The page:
In Kingdom of Oceans: Fire and Ice viewers have the opportunity to examine the paradox of whales, penguins, iguanas and dolphins. These are all animal which inherited a burdensome legacy from their land-dwelling ancestors: they must breathe in open air. When an animal finds its food in the ocean waters, coming up for air can be a real inconvenience. The deeper a marine mammal has to dive for food, the longer it is going to need to be able to hold its breath to be successful. Humans who have trained can hold their breath underwater for around 20 minutes, but the average person can only hold his or her breath for 1 minute.

There are several adaptations that make it possible for marine mammals to stay submerged longer than a land-based mammal. For starters, they actually have more blood. For example, 12 percent of an elephant seal’s body weight is in blood, compared to just 7 percent in humans. They also have specialized chemistry allowing more efficient oxygen storage. Diving marine mammals have another surprising feature as well, collapsible rib-cages. As they dive to deeper depths, the rib-cage pushes in making the animal less buoyant. With these specialized features, the top diving marine mammals will probably always be the champions. Here are three amazing divers.

Fin Whale

The fin whale is the second largest creature on Earth, reaching maximum lengths of 82 feet (25 meters) for males and 89 feet (27 meters) for females. This whale inhabits all of the world’s major oceans, and in tropical to polar waters. Fins are baleen whales: They use the fringe-like baleen in their mouths to strain krill and tiny fish from the massive amounts of water they ingest as they feed. They are also masters at diving for a snack.

Maximum Depth: 350 Meters (1148 feet)
Can hold breath for: 20 Minutes

Weddell Seal

Weddell seals spend much of their time below the Antarctic ice, where the fish are plentiful and the predators are few. They have the southernmost range of any seal, but use the icy waters to their advantage. They have the ability to dive deep and hold their breath for an astounding length of time. All the same, they have to come up for air eventually. If natural openings are not available, no problem. Weddell seals use their teeth to open and maintain air holes in the ice pack.

Maximum Depth: 610 Meters (2000 feet)
Can hold breath for: 70 Minutes

Sperm Whales

As big as a bus, the winner of the deep diving competition is fins down, the sperm whale. The whale made famous in the novel Moby Dick has fascinated humans for centuries, especially because of their relationship to giant squid. Sperm whales and giant squid may even be mortal enemies. Many stories of deadly battles between these two massive animals exist, and sperm whales have even been seen with suction cup-shaped wounds and remnants of giant squid in their stomachs. Hunting for giant squid means diving deep though and the sperm whale has it down!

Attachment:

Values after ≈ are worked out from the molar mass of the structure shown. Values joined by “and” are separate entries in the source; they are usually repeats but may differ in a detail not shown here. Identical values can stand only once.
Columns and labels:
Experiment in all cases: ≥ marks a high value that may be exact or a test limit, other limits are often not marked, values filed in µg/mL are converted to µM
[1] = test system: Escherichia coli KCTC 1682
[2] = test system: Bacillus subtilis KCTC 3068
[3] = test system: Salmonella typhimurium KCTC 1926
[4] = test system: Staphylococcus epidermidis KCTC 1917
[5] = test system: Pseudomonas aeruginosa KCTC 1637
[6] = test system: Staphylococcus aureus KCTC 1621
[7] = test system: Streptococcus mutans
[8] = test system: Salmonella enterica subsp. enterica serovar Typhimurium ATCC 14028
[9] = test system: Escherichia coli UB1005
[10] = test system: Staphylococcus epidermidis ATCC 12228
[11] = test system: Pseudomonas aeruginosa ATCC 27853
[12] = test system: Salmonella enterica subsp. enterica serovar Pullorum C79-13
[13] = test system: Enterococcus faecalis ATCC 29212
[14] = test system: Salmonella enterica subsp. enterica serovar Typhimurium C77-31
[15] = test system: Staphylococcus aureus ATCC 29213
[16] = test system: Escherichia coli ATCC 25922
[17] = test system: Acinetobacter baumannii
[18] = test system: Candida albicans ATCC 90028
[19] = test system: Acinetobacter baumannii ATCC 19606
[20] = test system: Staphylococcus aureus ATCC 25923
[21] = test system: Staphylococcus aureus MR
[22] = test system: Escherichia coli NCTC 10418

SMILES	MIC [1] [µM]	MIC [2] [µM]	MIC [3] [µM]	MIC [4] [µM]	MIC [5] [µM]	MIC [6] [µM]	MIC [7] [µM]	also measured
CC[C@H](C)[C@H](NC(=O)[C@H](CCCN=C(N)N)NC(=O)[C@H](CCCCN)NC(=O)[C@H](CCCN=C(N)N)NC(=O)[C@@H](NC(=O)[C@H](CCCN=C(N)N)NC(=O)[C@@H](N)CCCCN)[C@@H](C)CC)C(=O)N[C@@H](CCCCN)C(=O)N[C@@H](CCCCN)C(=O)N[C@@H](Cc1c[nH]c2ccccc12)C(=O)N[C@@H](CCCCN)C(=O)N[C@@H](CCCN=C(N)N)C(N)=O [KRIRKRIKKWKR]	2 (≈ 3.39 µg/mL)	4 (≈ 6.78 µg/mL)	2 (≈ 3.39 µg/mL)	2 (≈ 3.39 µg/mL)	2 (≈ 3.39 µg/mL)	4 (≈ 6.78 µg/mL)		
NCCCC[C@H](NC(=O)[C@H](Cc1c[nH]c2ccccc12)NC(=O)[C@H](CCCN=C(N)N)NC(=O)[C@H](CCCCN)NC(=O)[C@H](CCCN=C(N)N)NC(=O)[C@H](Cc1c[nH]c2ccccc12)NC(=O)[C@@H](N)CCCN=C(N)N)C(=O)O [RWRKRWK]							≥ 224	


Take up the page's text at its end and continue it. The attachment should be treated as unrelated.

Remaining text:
Maximum Depth: 1,000 + Meters (3,280 feet)
Can hold breath for: 90 Minutes

Tune in to Kingdom of the Oceans: Fire and Ice March 10 at 9 PM et/pt and again on March 21st at 10 PM et/pt if you missed it. Learn more about marine animals that breathe air and other amazing animals in this 4-part series. You’ll want to catch them all!

Comments

  1. johanna esposito
    Bath England
    June 16, 2013, 9:44 pm

    It is possible for an untrained human to hold their breath for way longer than one minute. I believe the key is how relaxed you are if faced with an emergency and I am not trying to pretend that staying calm is easy but for me it just happened. I am 38 now but when was 19 I went to to the US with my parents and we spent a day at Carmel Beach. I was ‘wave jumping’. A much bigger wave than usual came towards me, I was anxious but somewhat excited. In all honesty I thought I would fly over the top like I did all the other waves. As the wave passed over I got sucked down and I ended up getting spun around under water. When this stopped I did not know which way was up or down. I believe my first choice was the wrong choice…. I swam and swam for what seemed like forever but I am sure must have been at LEAST 4 minutes but never reached the top or the top or the sea bed. I decided I needed to change direction and did so/ I must have swam then for at LEAST 2 mins… I saw a flash of light and became opptimistic that I was then swimming the right way but then it became dark and I got so tired I didnt feel I could go on anymore. I thought I was going to die but for some reason i was very calm and I just ‘Let go’. The few moments after that are blank, All I know is I popped up very near the shore…. stood up within my depth and walked out the sea and onto the beach. I was exhausted and VERY out of breath and panting but I was fine…. not coughing up water or anything.

    I think it must have been a rip tide. I honest think the whole time I was under water was altogether MORE than six minutes and apart from the fact I was a decent enough swimmer I am not trained in anything…. have never even had proper swimming lessons ever

  2. Anonymous
    Spain
    June 30, 2013, 2:53 pm

    I must say that story that you told Johanna was interesting and dramatic. The average adult with clean lungs can voluntarily hold their breath for about 1 minute and a half. But if you exert yourself , then this figure decreases. I think Johanna, that you most likley didn’t hold your breath for 6 minutes ( although in that situation I’m sure it felt that way.) It is likley that you held your breath whilst exerting yourself for over 2 minutes, which is impressive.